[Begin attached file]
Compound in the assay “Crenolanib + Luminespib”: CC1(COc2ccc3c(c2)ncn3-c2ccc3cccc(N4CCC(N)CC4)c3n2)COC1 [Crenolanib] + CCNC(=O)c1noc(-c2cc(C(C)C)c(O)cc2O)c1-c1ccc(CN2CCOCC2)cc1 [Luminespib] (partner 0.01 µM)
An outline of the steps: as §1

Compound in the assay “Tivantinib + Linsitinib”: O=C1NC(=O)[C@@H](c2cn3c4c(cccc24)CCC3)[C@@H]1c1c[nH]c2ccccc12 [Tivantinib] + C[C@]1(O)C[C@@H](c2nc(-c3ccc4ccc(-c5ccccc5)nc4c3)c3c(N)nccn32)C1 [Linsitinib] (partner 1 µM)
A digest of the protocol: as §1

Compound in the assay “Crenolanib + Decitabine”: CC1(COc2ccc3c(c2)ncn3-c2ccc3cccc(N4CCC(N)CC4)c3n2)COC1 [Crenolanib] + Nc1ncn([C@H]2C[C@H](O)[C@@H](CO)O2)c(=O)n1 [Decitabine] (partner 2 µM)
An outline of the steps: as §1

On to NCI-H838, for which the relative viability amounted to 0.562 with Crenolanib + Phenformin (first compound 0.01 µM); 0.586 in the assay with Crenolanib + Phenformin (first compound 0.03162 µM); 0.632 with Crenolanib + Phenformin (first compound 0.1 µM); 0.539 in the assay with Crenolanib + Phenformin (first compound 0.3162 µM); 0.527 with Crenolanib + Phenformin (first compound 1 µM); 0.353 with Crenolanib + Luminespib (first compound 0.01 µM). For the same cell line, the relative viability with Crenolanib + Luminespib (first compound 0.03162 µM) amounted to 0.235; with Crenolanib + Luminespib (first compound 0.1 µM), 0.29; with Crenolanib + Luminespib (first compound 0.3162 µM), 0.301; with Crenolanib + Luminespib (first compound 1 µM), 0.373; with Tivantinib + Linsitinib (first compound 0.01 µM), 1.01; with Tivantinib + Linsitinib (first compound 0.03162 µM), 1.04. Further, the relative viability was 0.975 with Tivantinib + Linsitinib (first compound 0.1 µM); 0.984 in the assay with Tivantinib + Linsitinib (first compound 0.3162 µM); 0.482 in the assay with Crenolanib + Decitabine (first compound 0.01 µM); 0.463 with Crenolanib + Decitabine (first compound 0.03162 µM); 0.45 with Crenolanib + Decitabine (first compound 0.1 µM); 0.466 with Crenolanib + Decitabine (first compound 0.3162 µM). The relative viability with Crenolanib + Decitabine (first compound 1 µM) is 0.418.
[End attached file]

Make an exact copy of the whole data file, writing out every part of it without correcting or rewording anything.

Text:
Compound in the assay “Crenolanib + Luminespib”: CC1(COc2ccc3c(c2)ncn3-c2ccc3cccc(N4CCC(N)CC4)c3n2)COC1 [Crenolanib] + CCNC(=O)c1noc(-c2cc(C(C)C)c(O)cc2O)c1-c1ccc(CN2CCOCC2)cc1 [Luminespib] (partner 0.01 µM)
An outline of the steps: as §1

Compound in the assay “Tivantinib + Linsitinib”: O=C1NC(=O)[C@@H](c2cn3c4c(cccc24)CCC3)[C@@H]1c1c[nH]c2ccccc12 [Tivantinib] + C[C@]1(O)C[C@@H](c2nc(-c3ccc4ccc(-c5ccccc5)nc4c3)c3c(N)nccn32)C1 [Linsitinib] (partner 1 µM)
A digest of the protocol: as §1

Compound in the assay “Crenolanib + Decitabine”: CC1(COc2ccc3c(c2)ncn3-c2ccc3cccc(N4CCC(N)CC4)c3n2)COC1 [Crenolanib] + Nc1ncn([C@H]2C[C@H](O)[C@@H](CO)O2)c(=O)n1 [Decitabine] (partner 2 µM)
An outline of the steps: as §1

On to NCI-H838, for which the relative viability amounted to 0.562 with Crenolanib + Phenformin (first compound 0.01 µM); 0.586 in the assay with Crenolanib + Phenformin (first compound 0.03162 µM); 0.632 with Crenolanib + Phenformin (first compound 0.1 µM); 0.539 in the assay with Crenolanib + Phenformin (first compound 0.3162 µM); 0.527 with Crenolanib + Phenformin (first compound 1 µM); 0.353 with Crenolanib + Luminespib (first compound 0.01 µM). For the same cell line, the relative viability with Crenolanib + Luminespib (first compound 0.03162 µM) amounted to 0.235; with Crenolanib + Luminespib (first compound 0.1 µM), 0.29; with Crenolanib + Luminespib (first compound 0.3162 µM), 0.301; with Crenolanib + Luminespib (first compound 1 µM), 0.373; with Tivantinib + Linsitinib (first compound 0.01 µM), 1.01; with Tivantinib + Linsitinib (first compound 0.03162 µM), 1.04. Further, the relative viability was 0.975 with Tivantinib + Linsitinib (first compound 0.1 µM); 0.984 in the assay with Tivantinib + Linsitinib (first compound 0.3162 µM); 0.482 in the assay with Crenolanib + Decitabine (first compound 0.01 µM); 0.463 with Crenolanib + Decitabine (first compound 0.03162 µM); 0.45 with Crenolanib + Decitabine (first compound 0.1 µM); 0.466 with Crenolanib + Decitabine (first compound 0.3162 µM). The relative viability with Crenolanib + Decitabine (first compound 1 µM) is 0.418.